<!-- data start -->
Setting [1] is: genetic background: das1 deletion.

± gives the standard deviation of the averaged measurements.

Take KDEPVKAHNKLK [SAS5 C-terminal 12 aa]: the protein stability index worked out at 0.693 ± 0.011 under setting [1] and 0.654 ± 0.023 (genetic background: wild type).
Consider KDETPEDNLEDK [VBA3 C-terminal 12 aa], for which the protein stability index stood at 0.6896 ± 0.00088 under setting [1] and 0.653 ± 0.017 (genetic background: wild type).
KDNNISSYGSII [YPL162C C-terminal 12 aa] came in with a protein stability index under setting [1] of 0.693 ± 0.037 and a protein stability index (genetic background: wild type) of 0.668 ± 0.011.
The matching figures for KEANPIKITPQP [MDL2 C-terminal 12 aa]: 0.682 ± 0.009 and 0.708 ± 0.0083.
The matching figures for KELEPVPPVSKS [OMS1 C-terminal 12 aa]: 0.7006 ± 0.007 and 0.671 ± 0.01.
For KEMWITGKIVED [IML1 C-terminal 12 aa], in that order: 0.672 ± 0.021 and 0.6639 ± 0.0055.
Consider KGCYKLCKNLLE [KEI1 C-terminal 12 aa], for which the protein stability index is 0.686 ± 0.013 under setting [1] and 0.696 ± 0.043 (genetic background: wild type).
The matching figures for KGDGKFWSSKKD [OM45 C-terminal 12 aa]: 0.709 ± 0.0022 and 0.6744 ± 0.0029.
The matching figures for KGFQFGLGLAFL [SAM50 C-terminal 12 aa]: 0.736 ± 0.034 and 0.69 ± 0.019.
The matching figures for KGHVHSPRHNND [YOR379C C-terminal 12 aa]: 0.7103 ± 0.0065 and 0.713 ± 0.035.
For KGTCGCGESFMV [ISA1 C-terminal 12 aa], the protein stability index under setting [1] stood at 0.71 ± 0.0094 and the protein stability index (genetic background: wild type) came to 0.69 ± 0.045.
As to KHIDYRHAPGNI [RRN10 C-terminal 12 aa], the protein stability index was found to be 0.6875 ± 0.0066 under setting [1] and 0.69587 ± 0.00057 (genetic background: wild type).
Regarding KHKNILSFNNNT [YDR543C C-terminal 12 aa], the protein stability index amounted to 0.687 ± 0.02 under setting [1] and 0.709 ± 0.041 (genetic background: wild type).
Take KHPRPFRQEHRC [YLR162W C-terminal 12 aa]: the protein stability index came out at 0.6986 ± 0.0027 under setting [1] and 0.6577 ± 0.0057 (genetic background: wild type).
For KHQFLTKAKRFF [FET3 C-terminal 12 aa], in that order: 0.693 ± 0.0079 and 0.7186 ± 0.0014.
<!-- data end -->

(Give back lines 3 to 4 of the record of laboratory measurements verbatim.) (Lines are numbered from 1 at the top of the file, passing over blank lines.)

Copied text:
Take KDEPVKAHNKLK [SAS5 C-terminal 12 aa]: the protein stability index worked out at 0.693 ± 0.011 under setting [1] and 0.654 ± 0.023 (genetic background: wild type).
Consider KDETPEDNLEDK [VBA3 C-terminal 12 aa], for which the protein stability index stood at 0.6896 ± 0.00088 under setting [1] and 0.653 ± 0.017 (genetic background: wild type).